Do you want to understand Your brain stress and want to be a master of your powerful brain? Neuroscience involves the study of the nervous system and the brain.
Here we have listed just a few tidbits from neuroscience about the brain stress to give you some insight into the stress/anxiety response and how you might begin to re-wire your brain leading to enhanced emotional well-being.
Emotional programming actually begins in the womb!
A fetus’s brain stress and nervous system start developing about halfway through pregnancy and the mother’s chemistry of emotions and behavioral patterns are learned by the fetus via the placenta.
For example, if the mother is stressed the stress hormones are passed through her blood and are programmed into the fetus’s brain stress and nervous system.
- Emotional programming is further developed in the brain through face to face recognition. The baby, from just three weeks of age, can distinguish on the basis of the eyes of the parents if the parents are happy, afraid, or angry. Yep, the baby is actually perceiving the environment through mum and dad.
- As adults, how we think and feel about our self and others is dependent on our learned history. And how we respond behaviorally to new experiences depends on whether our brain perceived earlier learned experiences as threatening or positive. This is important whether you are a parent yourself or whether you want to deepen your understanding of why at times you automatically react.
Caveman brain stress in the 21st century (or why you become easily stressed and anxious):
- Our ancestors survived to pass on their genes because inbuilt in their brain was a primal survival stress response to activate the body to run from, or fight off, real danger – commonly known as the ‘fight, flight or flee’ system.
- In the 21st century, our stress response (fight, flight, or freeze system) is still locked and loaded and ready to respond. And, it will respond this way whether we perceive a real threat such as a growling lion, or an experience a mental annoyance such as a snarky comment from our partner or others.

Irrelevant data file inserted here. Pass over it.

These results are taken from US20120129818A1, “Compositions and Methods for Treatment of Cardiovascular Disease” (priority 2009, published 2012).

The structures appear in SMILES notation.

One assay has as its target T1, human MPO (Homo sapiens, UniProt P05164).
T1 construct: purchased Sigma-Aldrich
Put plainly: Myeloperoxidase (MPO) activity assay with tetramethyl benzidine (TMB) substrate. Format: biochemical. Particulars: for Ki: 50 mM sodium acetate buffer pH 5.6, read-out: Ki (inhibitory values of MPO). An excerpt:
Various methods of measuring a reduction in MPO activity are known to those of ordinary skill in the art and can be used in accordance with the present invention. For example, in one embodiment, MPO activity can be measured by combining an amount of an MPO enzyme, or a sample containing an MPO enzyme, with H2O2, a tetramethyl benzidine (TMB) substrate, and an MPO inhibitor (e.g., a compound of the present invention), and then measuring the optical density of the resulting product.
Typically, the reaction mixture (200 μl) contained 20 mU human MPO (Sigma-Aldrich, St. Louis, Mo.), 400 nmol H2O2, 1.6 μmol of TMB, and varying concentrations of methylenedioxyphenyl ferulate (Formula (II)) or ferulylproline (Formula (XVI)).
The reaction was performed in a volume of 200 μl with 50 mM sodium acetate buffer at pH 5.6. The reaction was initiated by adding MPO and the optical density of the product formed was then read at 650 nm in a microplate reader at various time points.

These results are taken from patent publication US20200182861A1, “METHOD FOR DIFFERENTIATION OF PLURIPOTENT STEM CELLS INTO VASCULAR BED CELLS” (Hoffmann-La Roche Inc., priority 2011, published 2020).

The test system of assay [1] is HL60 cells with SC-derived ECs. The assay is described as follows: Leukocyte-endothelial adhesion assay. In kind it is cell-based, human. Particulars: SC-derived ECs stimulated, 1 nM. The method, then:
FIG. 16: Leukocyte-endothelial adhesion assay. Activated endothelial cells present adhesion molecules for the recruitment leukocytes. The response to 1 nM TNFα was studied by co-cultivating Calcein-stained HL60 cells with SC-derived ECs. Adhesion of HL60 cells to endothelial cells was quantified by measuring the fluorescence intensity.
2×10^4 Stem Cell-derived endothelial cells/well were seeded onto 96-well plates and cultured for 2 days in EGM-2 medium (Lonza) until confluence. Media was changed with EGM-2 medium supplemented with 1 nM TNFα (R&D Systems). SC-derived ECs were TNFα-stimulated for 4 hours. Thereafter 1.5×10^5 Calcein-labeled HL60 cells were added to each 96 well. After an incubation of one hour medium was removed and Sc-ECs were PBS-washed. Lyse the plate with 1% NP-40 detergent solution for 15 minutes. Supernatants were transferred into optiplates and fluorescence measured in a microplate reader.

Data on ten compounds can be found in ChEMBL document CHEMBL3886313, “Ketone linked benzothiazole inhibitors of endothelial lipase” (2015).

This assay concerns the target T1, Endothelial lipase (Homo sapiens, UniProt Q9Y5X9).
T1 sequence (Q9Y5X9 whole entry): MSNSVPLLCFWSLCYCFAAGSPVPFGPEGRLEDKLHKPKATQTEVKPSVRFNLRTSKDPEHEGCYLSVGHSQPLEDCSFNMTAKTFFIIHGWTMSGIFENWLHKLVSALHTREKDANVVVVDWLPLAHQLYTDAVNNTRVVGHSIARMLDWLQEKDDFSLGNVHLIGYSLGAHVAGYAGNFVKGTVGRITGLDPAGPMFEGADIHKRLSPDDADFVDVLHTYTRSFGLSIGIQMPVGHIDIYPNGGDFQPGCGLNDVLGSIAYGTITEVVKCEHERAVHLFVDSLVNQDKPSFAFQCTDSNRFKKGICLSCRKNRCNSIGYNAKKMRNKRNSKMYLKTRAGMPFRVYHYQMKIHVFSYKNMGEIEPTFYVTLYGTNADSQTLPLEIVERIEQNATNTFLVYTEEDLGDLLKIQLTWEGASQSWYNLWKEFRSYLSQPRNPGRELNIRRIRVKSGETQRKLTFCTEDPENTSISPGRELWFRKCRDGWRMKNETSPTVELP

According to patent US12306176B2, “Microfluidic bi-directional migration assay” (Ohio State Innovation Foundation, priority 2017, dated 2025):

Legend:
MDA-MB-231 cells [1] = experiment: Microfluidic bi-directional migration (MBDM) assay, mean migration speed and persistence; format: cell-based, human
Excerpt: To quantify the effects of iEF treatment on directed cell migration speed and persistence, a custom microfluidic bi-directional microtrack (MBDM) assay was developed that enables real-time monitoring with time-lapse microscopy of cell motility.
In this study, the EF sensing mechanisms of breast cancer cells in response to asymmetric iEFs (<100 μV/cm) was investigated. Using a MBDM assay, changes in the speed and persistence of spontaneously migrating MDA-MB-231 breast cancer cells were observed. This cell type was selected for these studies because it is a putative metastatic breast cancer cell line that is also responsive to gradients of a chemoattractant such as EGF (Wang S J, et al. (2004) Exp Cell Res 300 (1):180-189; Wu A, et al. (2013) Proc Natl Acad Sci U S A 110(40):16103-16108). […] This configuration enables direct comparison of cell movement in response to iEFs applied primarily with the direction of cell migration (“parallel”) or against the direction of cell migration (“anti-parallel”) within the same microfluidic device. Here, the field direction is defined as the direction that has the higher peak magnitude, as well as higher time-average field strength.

- Not only do our memory systems for positive and neutral experiences take 5 to 20 seconds longer to register because our ancestors did not need this neural pathway for survival, but our brain also uses an express neural pathway to stay on high alert for incoming threats.
What does this mean for you? It means that you are naturally more likely to perceive and fixate on what’s going wrong in the world around you instead of what’s going right, and this will more readily activate your stress response. This phenomenon is known as the brain’s negativity bias.
Our Amygdala Activates our Stress Response:
- Our amygdala, situated in the emotional brain (the limbic system), is like our stress thermostat, deciding what our baseline of stress ought to be to keep us safe and ensure our survival.
- Unfortunately, when stress is relentless the amygdala can actually become confused, mixing up the signals for danger and safety, so to protect us it opts to keep the stress response (fight/flight/freeze system) switch turned to ‘on’.
This switch will continuously activate stress chemicals, such as cortisol, to cascade throughout the body. Being in a heightened stress state for long periods is both physically and emotionally bad for us.
We will be more prone to experience anxiety and panic attacks along with illnesses such as fibromyalgia, adrenal fatigue, and chronic fatigue syndrome.
However, new developments in neuroscience have identified ways in which to reset the switch In our amygdale back to a normal position.
Neuroscientists have found that the brain’s neural pathways can actually be re-wired in response to new experiences – you can learn to ‘switch on’ the relaxation response. You would like to improve your mental wellbeing